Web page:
Good Life

Don’t Talk to Me. Let’s be Really, Really Quiet.

April 21, 2016
Kamppi Chapel, also called the "Chapel of Silence" on the side of a busy Narinkka square in Helsinki: music to your ears and eyes!

Kamppi Chapel, also called the “Chapel of Silence” on the side of the busy Narinkka square in Helsinki: music to your ears and eyes!

I think something’s gone really wrong in my brain when it comes to enjoying having people and life around me, and still appreciating quiet and silence to the extent that I cannot live without them. Having been born and raised in the Finnish countryside I’m used to having an audible silence descend upon my good night’s sleep in the evenings. In our new home in Helsinki the effect is very much the same – just a distant hum of the city in the background – and I have to admit I love it.

However, every time I walk out the door, I’m slightly disappointed by the absence of people, cars, bikes and urban troubadours who can only play that one damn song with their saxophone and are so lazy that for the three months that they stand playing outside your balcony, they cannot make an effort to learn at least one more song… Even for example Brother John or Mary Had a Little Lamb. Anything?! I think I’ve come to the age when you feel angry that you cannot have everything, including noisy and quiet at the same time. Who would have guessed that this is how your life turns out!

But seriously speaking, research shows that chronic noise is very bad for the brain: “Numerous studies now show that children exposed to households or classrooms near airplane flight paths, railways or highways are slower in their development of cognitive and language skills and have lower reading scores.” Read more here. I do not find this result very surprising, because it is extremely difficult for me to concentrate, learn or understand new things in a noisy environment, not to mention how it can mess up your sleep. Noise and sounds just get my attention immediately and it’s a struggle to block them off. I have earlier thought that kids do not mind noise as much as adults, but the first weeks when I took my girl to the daycare and when I picked her up and asked how your day was, she’d respond: “Don’t talk to me, let’s be really, really quiet!” We are all of course a little different in this respect (too), as my husband can have music on, watching football while reading.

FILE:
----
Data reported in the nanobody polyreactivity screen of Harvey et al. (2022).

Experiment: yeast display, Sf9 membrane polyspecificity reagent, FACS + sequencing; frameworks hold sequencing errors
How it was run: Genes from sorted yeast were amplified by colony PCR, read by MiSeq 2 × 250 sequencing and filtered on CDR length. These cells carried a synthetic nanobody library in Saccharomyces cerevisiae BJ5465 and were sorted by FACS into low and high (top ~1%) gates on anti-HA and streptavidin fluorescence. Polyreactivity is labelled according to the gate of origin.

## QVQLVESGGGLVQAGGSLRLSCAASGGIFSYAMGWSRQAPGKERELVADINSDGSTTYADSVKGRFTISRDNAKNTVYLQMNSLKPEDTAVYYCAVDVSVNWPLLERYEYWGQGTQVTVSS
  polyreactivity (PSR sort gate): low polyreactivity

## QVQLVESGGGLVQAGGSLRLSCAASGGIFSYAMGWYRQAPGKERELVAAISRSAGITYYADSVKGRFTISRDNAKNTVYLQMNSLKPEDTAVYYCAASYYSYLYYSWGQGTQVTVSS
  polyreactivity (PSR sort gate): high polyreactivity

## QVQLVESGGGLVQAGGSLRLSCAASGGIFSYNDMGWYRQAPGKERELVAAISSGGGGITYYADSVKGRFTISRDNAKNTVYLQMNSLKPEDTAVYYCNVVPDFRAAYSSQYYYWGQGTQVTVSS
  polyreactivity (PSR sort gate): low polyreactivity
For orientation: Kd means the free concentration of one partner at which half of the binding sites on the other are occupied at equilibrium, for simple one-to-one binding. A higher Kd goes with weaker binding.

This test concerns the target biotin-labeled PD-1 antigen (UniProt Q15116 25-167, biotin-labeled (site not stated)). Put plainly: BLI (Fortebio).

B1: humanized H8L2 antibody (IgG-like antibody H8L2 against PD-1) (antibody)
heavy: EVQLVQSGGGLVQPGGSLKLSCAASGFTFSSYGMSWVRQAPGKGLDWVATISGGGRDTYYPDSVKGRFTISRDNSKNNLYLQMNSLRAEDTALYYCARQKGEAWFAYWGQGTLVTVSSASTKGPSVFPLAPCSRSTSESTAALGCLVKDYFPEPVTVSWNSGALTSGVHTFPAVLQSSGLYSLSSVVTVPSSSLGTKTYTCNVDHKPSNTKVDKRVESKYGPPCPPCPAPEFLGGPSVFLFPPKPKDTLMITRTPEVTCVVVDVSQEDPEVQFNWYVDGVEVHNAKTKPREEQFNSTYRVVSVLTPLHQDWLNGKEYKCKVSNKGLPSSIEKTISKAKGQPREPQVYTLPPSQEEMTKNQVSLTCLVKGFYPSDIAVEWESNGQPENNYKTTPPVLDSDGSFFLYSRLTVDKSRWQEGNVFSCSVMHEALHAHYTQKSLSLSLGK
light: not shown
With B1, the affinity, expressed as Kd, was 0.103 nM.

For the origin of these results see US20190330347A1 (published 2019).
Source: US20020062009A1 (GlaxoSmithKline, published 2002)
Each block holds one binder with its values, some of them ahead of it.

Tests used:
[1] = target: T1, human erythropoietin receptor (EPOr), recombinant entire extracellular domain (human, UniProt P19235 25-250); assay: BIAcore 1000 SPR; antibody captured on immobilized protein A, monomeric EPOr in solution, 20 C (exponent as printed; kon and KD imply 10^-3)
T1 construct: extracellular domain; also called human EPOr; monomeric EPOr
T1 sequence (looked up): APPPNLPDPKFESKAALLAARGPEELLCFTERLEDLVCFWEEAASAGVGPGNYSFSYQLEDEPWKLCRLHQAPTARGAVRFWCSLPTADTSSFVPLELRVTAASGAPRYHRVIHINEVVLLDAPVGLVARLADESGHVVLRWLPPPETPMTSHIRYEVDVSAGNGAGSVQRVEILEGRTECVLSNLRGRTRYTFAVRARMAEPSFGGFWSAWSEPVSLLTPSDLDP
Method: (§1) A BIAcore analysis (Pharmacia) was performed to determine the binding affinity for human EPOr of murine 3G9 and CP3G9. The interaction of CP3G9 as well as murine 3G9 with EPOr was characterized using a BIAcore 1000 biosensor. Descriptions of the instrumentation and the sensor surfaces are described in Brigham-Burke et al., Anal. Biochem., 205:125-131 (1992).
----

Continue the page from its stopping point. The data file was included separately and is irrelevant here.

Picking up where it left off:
What I find very interesting is that we also know that noise and sounds do not only travel from your ear to your brain, but the other way as well: from your brain to your ear. Because of this when you switch off sounds completely, you can still hear… what your brain wants you to hear. Spooky, right? Read more (intelligent comments) here. Whatever amount of silence you need, I think we all need it sometimes, so wherever you are, take a moment to find a quiet corner, sit down and listen. Or you could also hop on a plane and come and listen to what your brain wants you to hear in the land of silence and quiet called Finland. We have a lot of silence here: inside the amazingly well isolated houses, in the countryside, in the forests, in the parks, between people. 😉 And whatever you may think, I say there is a lot of beauty in that abundance of quiet.

Amos Anderson museum offers exhibitions primarily on Finnish 20th century art. There is also a small chapel where you can rest your tired feet and mind.

Amos Anderson museum offers exhibitions primarily on Finnish 20th century art. There is also a small chapel where you can rest your tired feet and mind. Quiet is a relative concept: in this chapel you can listen to classical music.

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